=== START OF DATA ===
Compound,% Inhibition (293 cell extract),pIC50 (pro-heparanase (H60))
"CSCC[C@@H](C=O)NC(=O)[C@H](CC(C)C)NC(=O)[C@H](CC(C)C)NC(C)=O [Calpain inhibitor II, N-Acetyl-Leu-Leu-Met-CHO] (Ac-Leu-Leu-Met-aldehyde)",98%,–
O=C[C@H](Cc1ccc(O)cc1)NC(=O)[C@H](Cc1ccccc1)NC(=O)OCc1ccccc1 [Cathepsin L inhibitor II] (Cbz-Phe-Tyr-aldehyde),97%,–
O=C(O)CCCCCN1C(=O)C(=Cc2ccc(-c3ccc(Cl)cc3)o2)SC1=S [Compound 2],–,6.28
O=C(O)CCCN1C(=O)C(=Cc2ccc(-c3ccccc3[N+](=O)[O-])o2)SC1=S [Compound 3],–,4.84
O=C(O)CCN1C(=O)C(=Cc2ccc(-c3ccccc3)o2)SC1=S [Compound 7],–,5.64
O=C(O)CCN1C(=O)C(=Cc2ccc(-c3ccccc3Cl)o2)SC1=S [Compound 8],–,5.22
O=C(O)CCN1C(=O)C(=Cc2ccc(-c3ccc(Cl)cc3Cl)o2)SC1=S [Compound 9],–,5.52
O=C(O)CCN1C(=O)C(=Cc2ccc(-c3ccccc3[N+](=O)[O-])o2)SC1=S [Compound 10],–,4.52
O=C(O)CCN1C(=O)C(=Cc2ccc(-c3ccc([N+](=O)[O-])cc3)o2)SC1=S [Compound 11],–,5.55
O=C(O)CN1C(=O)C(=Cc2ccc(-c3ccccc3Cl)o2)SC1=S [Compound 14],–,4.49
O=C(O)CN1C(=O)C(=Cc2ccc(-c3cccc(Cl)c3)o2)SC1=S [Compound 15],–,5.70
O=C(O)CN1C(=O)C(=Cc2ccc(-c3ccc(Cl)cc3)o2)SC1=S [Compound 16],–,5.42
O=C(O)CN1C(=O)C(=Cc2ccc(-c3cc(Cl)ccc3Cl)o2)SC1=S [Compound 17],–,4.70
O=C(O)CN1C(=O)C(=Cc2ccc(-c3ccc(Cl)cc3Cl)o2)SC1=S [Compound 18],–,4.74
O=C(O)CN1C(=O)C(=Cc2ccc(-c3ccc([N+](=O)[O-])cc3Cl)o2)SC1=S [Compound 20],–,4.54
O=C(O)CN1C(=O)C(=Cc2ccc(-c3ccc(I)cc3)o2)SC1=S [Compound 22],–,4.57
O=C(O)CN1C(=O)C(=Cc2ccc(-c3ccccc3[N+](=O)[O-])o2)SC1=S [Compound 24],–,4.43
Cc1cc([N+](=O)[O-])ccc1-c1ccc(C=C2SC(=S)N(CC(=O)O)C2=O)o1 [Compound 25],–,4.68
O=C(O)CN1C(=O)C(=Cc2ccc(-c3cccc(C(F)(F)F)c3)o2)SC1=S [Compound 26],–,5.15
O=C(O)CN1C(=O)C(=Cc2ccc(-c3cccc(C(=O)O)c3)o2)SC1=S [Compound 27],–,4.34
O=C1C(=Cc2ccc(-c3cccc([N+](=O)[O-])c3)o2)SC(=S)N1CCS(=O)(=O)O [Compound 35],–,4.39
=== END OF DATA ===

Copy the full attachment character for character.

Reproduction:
Compound,% Inhibition (293 cell extract),pIC50 (pro-heparanase (H60))
"CSCC[C@@H](C=O)NC(=O)[C@H](CC(C)C)NC(=O)[C@H](CC(C)C)NC(C)=O [Calpain inhibitor II, N-Acetyl-Leu-Leu-Met-CHO] (Ac-Leu-Leu-Met-aldehyde)",98%,–
O=C[C@H](Cc1ccc(O)cc1)NC(=O)[C@H](Cc1ccccc1)NC(=O)OCc1ccccc1 [Cathepsin L inhibitor II] (Cbz-Phe-Tyr-aldehyde),97%,–
O=C(O)CCCCCN1C(=O)C(=Cc2ccc(-c3ccc(Cl)cc3)o2)SC1=S [Compound 2],–,6.28
O=C(O)CCCN1C(=O)C(=Cc2ccc(-c3ccccc3[N+](=O)[O-])o2)SC1=S [Compound 3],–,4.84
O=C(O)CCN1C(=O)C(=Cc2ccc(-c3ccccc3)o2)SC1=S [Compound 7],–,5.64
O=C(O)CCN1C(=O)C(=Cc2ccc(-c3ccccc3Cl)o2)SC1=S [Compound 8],–,5.22
O=C(O)CCN1C(=O)C(=Cc2ccc(-c3ccc(Cl)cc3Cl)o2)SC1=S [Compound 9],–,5.52
O=C(O)CCN1C(=O)C(=Cc2ccc(-c3ccccc3[N+](=O)[O-])o2)SC1=S [Compound 10],–,4.52
O=C(O)CCN1C(=O)C(=Cc2ccc(-c3ccc([N+](=O)[O-])cc3)o2)SC1=S [Compound 11],–,5.55
O=C(O)CN1C(=O)C(=Cc2ccc(-c3ccccc3Cl)o2)SC1=S [Compound 14],–,4.49
O=C(O)CN1C(=O)C(=Cc2ccc(-c3cccc(Cl)c3)o2)SC1=S [Compound 15],–,5.70
O=C(O)CN1C(=O)C(=Cc2ccc(-c3ccc(Cl)cc3)o2)SC1=S [Compound 16],–,5.42
O=C(O)CN1C(=O)C(=Cc2ccc(-c3cc(Cl)ccc3Cl)o2)SC1=S [Compound 17],–,4.70
O=C(O)CN1C(=O)C(=Cc2ccc(-c3ccc(Cl)cc3Cl)o2)SC1=S [Compound 18],–,4.74
O=C(O)CN1C(=O)C(=Cc2ccc(-c3ccc([N+](=O)[O-])cc3Cl)o2)SC1=S [Compound 20],–,4.54
O=C(O)CN1C(=O)C(=Cc2ccc(-c3ccc(I)cc3)o2)SC1=S [Compound 22],–,4.57
O=C(O)CN1C(=O)C(=Cc2ccc(-c3ccccc3[N+](=O)[O-])o2)SC1=S [Compound 24],–,4.43
Cc1cc([N+](=O)[O-])ccc1-c1ccc(C=C2SC(=S)N(CC(=O)O)C2=O)o1 [Compound 25],–,4.68
O=C(O)CN1C(=O)C(=Cc2ccc(-c3cccc(C(F)(F)F)c3)o2)SC1=S [Compound 26],–,5.15
O=C(O)CN1C(=O)C(=Cc2ccc(-c3cccc(C(=O)O)c3)o2)SC1=S [Compound 27],–,4.34
O=C1C(=Cc2ccc(-c3cccc([N+](=O)[O-])c3)o2)SC(=S)N1CCS(=O)(=O)O [Compound 35],–,4.39